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I got this line integral: $$ \int \frac{(x+y)dx-(x-y)dy}{x^2+y^2} $$ Curve is a circle $$ x=a\cos(t) $$ $$ y=a\sin(t) $$ $$ 0 \leq t \leq 2\pi $$

I first tried to solve it directly and got $ -2a^2\pi $ as a result, however after that I calculated partial derivatives of M and N: $$ \frac{\partial M}{\partial y}=\frac{x^2-y^2-2xy}{(x^+y^2)^2} $$ $$ \frac{\partial N}{\partial x}=\frac{x^2-y^2-2xy}{(x^+y^2)^2} $$ So, that would suggest conservative vector field, right? My question is how do I continue? Do I find potential function? $$ f(x,y)=\frac{1}{2}\ln(x^2+y^2)+\arctan(\frac{x}{y})+C$$ What next?

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What do you mean, what next? All of what you've written is true. The thing that's really going on here is that your vector field and potential function are only defined in $\mathbb{R}^2-\{0\}$, so you have something extra to think about before applying the theorems you know and love about conservative vector fields. –  KReiser Mar 9 '12 at 16:53
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You have calculated that $$\int_\gamma \frac{(x+y)dx-(x-y)dy}{x^2+y^2} = -2a^2\pi.$$ (Remember to write the path over which you integrate as the "lower bound" of the integral! Also, the path you've written is not a circle unless $a = 1$. It's worth graphing for your self.) But you have also calculated that the vector field $$\mathbf{F} = \left(\frac{x+y}{x^2+y^2},\frac{-(x-y)}{x^2+y^2}\right)$$ is irrotational (it's curl is 0). If the vector field were conservative, then we ought to have $$\int_\gamma \frac{(x+y)dx-(x-y)dy}{x^2+y^2} = 0$$ without even needing to calculate a potential function. This is a basic property of conservative vector fields. So either your direct calculation of the integral is wrong or the field is irrotational but not conservative.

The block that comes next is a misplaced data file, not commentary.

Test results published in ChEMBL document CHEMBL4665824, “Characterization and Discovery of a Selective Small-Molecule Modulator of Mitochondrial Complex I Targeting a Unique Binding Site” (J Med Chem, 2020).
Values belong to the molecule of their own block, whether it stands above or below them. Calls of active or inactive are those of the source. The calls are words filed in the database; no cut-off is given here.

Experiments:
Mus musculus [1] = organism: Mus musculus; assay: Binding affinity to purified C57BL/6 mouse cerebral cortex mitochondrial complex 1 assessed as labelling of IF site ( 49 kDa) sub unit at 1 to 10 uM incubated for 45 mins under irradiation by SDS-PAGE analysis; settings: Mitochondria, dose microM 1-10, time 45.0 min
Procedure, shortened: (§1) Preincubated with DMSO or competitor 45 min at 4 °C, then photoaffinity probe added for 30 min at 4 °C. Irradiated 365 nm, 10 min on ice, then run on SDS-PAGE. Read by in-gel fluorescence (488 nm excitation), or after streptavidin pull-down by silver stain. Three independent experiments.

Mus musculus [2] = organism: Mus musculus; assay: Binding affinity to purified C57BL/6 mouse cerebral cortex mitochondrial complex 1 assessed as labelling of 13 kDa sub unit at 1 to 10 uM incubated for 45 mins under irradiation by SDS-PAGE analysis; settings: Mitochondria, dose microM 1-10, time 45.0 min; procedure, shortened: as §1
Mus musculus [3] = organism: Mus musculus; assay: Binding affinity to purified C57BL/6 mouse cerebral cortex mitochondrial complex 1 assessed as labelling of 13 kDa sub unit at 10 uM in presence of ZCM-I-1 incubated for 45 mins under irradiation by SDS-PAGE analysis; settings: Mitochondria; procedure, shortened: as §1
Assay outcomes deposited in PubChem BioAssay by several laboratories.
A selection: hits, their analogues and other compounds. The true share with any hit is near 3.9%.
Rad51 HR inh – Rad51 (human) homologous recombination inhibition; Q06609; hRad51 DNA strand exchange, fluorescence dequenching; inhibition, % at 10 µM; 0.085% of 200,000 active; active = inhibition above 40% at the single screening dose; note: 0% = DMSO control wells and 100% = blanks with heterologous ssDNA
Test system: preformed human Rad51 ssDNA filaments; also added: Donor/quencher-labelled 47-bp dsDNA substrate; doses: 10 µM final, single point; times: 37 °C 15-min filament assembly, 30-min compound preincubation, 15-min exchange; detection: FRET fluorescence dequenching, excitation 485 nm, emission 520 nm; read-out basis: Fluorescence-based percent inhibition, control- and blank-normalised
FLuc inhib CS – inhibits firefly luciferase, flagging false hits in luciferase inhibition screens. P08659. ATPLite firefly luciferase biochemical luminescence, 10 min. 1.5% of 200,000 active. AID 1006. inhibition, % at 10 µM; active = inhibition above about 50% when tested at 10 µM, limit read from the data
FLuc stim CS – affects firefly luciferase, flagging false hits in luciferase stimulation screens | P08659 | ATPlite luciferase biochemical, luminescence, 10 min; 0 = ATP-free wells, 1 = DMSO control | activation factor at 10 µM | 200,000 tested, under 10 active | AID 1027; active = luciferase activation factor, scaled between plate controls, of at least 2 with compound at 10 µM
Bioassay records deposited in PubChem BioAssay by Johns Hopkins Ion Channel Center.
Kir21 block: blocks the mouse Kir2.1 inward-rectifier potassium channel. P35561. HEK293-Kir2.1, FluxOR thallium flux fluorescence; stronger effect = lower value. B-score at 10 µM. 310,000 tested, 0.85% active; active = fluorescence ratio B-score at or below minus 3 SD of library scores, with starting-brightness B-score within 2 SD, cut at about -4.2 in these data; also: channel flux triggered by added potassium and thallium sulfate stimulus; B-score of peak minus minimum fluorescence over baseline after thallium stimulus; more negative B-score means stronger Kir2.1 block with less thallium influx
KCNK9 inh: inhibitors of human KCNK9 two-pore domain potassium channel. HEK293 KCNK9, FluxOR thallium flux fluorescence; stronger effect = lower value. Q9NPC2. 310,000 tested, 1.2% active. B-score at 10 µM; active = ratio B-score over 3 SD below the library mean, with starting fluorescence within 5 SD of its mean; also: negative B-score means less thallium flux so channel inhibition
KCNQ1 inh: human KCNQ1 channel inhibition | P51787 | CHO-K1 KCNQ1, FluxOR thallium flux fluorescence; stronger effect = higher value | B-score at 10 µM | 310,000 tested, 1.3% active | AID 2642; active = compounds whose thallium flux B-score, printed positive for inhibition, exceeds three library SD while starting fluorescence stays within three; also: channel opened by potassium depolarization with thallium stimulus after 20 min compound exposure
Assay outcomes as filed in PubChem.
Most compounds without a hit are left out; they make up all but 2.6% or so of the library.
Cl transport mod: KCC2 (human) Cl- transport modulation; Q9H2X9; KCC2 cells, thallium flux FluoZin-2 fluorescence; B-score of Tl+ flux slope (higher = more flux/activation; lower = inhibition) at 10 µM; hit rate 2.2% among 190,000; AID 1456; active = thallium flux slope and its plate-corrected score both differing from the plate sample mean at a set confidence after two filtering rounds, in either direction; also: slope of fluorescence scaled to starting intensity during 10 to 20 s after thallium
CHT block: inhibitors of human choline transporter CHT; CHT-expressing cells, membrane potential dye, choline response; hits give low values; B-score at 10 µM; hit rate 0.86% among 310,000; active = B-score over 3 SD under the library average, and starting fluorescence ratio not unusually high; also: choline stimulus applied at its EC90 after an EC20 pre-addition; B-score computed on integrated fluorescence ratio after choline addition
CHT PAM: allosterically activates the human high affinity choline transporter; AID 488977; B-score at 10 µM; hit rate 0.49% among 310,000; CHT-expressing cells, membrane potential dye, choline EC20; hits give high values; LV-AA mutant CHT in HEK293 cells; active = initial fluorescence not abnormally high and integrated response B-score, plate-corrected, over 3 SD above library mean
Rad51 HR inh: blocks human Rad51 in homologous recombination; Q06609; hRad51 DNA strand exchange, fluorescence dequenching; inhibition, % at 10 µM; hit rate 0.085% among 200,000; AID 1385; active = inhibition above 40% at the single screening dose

A vector field can be irrotational but not conservative if it is differentiable over a region which is not simply-connected. In the plane, a region is simply-connected if it has no holes. But in fact, the vector field $\mathbf{F}$ is not continuous at the point $(0,0)$ (why?), so it is certainly not differentiable. The path $\gamma$ circles the point $(0,0)$, so any region containing $\gamma$ contains $(0,0)$. We can conclude that $\mathbf{F}$ is not conservative in any region containing $\gamma$.

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So that's it? It's not a conservative vector field and the solution is $-2\pi$ with barely three written lines? If only every problem was small as this one. –  aarnes Mar 9 '12 at 17:10
    
Well, those three written lines rely on you knowing what a path integral is. If you were assigned this problem in a multivariable calculus course, it would (likely, in the USA, etc.) be after a full year of calculus and many hundred pages of textbooks. So there's a lot of history in those three lines, and I don't think it's fair to say "that's it." As KReiser noted, the problem is meant to illustrate the difference between conservative and irrotational vector fields. –  Adam Saltz Mar 9 '12 at 17:17
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